If, like me, you happen to run a Windows/Linux dual-boot system, the appearance of this little message can be something of an annoyance.

The reason: Windows (at least up to Windows Me; I've not used Windows XP yet so can't vouch for it) directly uses the BIOS clock for all time readings. The hardware clock on a Windows system therefore must be set to the correct local time.

On the other hand, Linux (like most Unix-derived OSs) only reads the hardware clock at startup and shutdown. At all other times it uses its own internal clock, which is a signed int containing the number of UTC seconds elapsed since midnight on 1st January 1970, and performs a software conversion to the correct local time when this is needed. Because of this, it prefers the hardware clock to be set to UTC regardless of the user's time zone.

Now, the first time you boot into Windows after Daylight Saving Time starts or finishes in your area, the system will automatically detect this and, because it assumes the hardware clock is set to local time, adjust the BIOS to compensate. Because Linux has no way of knowing this has happened its clock will be out by at least an hour. In addition, if you initially had the hardware clock set to UTC to keep Linux happy, the clock will likely as not be wrong under Windows as well.

Fortunately, there is a simple solution:

  1. Use your machine's CMOS setup utility to set the hardware clock to UTC.
  2. Boot windows. Go to Start/Settings/Control Panel and double click on "Date and Time". Uncheck the "Automatically perform Daylight Savings update" box and click OK.

    At this point, Linux will show correct local time and windows will show UTC regardless of time zone. For me this is fine, as I use Linux 90% of the time and don't need a correct clock for any of the things I still boot Windows for. If, however, you do need a correct clock under both systems, perform the final step:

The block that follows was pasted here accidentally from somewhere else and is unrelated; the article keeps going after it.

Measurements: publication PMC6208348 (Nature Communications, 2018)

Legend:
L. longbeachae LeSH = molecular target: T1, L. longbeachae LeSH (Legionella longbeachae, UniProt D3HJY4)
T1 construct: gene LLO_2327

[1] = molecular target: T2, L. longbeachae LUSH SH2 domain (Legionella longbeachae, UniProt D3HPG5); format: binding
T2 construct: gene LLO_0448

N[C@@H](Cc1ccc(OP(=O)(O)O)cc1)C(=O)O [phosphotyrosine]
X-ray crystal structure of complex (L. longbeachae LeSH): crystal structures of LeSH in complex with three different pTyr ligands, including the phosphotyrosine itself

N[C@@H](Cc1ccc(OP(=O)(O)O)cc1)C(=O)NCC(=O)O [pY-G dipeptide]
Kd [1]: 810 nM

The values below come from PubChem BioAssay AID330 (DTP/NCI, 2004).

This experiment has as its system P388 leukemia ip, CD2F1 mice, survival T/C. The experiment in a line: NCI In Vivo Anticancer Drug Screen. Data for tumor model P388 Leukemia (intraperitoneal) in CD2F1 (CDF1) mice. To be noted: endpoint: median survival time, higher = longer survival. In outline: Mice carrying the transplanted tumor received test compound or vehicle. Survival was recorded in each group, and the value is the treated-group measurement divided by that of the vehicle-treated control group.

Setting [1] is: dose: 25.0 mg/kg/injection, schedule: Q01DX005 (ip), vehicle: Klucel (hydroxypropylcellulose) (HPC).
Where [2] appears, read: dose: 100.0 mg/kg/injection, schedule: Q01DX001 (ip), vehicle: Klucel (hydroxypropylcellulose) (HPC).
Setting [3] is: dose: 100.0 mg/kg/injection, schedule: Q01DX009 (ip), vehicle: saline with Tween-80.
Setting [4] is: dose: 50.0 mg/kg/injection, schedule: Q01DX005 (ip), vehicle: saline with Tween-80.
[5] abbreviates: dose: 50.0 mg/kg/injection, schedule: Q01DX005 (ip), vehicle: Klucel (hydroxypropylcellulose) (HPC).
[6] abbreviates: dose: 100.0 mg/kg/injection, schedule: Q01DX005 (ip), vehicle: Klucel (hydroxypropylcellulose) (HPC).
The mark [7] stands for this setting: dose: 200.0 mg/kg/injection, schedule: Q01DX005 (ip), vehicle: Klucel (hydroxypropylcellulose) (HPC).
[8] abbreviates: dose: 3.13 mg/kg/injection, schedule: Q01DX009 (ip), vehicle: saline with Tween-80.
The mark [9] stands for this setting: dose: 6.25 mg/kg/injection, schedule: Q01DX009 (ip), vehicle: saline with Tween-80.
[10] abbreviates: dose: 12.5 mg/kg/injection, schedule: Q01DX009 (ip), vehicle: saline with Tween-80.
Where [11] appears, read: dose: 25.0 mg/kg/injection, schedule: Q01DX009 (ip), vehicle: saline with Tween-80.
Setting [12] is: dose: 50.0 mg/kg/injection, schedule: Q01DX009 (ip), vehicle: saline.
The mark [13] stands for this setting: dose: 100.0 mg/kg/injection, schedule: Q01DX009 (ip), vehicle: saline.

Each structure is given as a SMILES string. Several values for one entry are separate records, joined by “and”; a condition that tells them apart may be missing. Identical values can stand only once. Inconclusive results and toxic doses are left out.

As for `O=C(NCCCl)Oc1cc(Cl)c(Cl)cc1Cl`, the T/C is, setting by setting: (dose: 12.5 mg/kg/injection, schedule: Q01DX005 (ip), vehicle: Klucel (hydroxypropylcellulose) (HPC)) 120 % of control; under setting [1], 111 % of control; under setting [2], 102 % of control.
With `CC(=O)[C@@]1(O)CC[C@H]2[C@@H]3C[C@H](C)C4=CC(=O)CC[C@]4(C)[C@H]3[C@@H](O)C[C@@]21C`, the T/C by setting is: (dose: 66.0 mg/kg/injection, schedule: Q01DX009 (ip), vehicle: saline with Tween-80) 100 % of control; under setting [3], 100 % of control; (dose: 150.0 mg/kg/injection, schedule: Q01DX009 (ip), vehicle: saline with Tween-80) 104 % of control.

3. Restart the computer and boot Linux. Login to a terminal, and type (as root) the command:

    echo 'UTC="no"' >> /etc/sysconfig/clock

This will cause Linux to perform the local time conversion when it reads from and writes to the hardware clock. As most distributions synchronize the hardware clock with system time on shutdown, this will cause local time to be written to the BIOS on your next reboot.

This will keep Windows happy as the system clock now contains local time, but the double-adjustment problem is avoided because only Linux performs it.

Note: Although the above will work on Red Hat and Mandrake, shallot informs me that under Debian the UTC value is stored in /etc/default/rcS instead. The commands will therefore need according adjustment.

The timeframe: Sometime before DOS was gone, when IPX was still the standard for networked gaming.

The event: A LAN party combined with a normal-type party at the Marshmallow Peanut Circus, a geek house in which I once lived in Santa Cruz, California.

The anecdote: There are approximately equal numbers of DOS users and Windows 95 users. Late at night as we are playing Duke Nukem 3D, all of the Windows users are booted out of their DOS game (which promptly crashes) and greeted by a dialog box:

Windows has updated your clock as a result of Daylight Saving Time.

Much mad howling ensues. Various DOS users can be seen looking smug.

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